-How willing are you to follow a curfew if your host family implements one? How about other house rules?
- If your host family does indeed feed you, should you help with household tasks such as washing the dishes or setting the table?
-If your host family expects you to perform a task/ participate in a routine that was not priorily agreed upon, how would you react?
-Will your social life negatively affect your relationship with a host family? Will you spend nights not at your host home? Would you be willing to bring “guests” back to your host home?
-What will your sleeping arrangements be? Will you have to share a room, which could involve sharing your personal space?)If you are a messy person and your host family is very orderly, will this be problematic for you?
-Will you be able to observe your family’s behavior and act accordingly? Do they seem to expect you to “hang out” with them? What time do they eat? How much time do people generally spend in the shower? Should you call if you are not going to be present at a meal?
-What if you are in charge of your own food arrangements? How and when will you feed yourself in a manner that does not interfere with the going’s on of the household?
These are just a few questions/ scenarios that need to be considered during your time as a potential host guest.
Bottom line, living with a host family is a situation that will require flexibility, regardless of what the family expects from you. As a recent college graduate, you may not be used to living in a mixed age environment: and a host family is not a college dorm. While no one can tell you what to expect from living with a host family, or a magic formula for making your host stay successful, keep in mind that you are staying with a family, and that as strange as that might be for you sometimes, the family, no matter how many times they have (or haven’t) hosted someone before, might find your presence in their house strange for them as well.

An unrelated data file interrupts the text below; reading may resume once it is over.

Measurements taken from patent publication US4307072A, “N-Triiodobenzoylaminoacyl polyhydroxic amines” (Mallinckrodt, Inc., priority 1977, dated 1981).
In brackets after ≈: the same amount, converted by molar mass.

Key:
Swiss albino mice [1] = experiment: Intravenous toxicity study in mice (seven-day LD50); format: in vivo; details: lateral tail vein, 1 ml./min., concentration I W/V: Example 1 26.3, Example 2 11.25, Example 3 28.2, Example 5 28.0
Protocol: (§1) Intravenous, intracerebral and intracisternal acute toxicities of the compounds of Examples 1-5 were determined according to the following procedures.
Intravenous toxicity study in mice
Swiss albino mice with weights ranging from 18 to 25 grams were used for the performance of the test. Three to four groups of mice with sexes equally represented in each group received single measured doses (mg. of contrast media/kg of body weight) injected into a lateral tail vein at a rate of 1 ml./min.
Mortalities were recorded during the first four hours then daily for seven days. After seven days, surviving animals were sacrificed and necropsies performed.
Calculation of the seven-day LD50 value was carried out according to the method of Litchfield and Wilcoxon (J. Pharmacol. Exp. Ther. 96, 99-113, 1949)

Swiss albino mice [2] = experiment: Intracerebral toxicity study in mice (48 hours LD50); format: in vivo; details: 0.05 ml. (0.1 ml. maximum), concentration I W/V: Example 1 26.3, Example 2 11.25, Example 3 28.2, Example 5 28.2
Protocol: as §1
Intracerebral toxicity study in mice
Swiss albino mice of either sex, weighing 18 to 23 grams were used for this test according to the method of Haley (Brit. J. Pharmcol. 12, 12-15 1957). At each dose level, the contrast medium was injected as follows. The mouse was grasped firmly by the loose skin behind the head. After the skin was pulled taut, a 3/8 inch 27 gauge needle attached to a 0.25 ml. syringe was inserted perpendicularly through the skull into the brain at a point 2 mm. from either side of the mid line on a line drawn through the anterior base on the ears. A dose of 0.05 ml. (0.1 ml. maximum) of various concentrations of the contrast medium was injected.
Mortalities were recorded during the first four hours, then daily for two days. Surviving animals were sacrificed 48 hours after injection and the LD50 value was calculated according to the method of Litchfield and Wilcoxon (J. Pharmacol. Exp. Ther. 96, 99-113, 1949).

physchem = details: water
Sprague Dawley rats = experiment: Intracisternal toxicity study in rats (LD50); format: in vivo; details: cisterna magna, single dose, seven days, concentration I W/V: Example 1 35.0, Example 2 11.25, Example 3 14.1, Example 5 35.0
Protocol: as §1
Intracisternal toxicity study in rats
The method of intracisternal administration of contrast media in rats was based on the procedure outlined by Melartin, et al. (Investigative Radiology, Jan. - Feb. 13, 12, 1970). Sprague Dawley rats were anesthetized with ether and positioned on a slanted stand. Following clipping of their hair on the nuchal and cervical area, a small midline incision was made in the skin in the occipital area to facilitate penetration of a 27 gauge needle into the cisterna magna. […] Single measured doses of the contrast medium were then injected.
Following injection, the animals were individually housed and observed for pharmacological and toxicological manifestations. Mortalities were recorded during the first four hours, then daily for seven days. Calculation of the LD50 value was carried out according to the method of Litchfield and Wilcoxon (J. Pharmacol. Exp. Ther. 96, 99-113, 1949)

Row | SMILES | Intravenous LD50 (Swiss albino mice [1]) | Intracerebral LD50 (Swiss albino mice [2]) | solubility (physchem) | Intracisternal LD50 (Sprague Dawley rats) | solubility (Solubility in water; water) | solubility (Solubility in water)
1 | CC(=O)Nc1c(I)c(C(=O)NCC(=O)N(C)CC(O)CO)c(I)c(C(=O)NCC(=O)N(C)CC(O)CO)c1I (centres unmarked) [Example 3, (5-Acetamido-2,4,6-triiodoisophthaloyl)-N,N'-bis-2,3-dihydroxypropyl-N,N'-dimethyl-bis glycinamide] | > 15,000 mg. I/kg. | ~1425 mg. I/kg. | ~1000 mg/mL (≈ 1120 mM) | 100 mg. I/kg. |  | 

Respect, open-mindedness, and good communication skills are the best way to make a host-stay function as smoothly as possible.


A  few schools in the SITE school network  have a students’ home close by  to cater for those of their students whose families live too far  to commute daily.  A students’ residence provides full board, (bedrooms can be either single or double with common bathroom or en suite depending on the fee),  a recreational area and a laundry. As most, if not all the  students go home for the week-end, you may feel a bit lonely if you are  staying in a students’ residence. In addition to this the kitchen closes over the week-end and on festive days and you might have to provide  for  your own meals yourself. Sometimes there is a very special agreement between the school you have been assigned to and the students’ home and interns are practically  offered free accommodation in a single room and full board. If you are among these few lucky ones, make sure you know the rules of the home and stick to them. Other times interns  are   asked to give a small contribution in terms of  a few conversation classes for the students of the home or just befriend them  and take part in their recreational activities.

Domande da chiedere al Direttore del convitto/adviser
- volete che  faccia conversazione di inglese e  assista  gli studenti del convitto nello studio dell'inglese? Se sì, quante volte alla settimana?
- Eventualmente, preferite un tempo preciso giornaliero o alcune ore distribuite durante la settimana?
- A che ora devo rientrare la sera?  Nel fine settimana posso avere la chiave?
- Posso essere autonomo/a  nell’uso della lavatrice? Posso usare la cucina?
- Chiedete un piccolo contributo alle spese?

-Quali sono le regole del convitto a cui devo attenermi?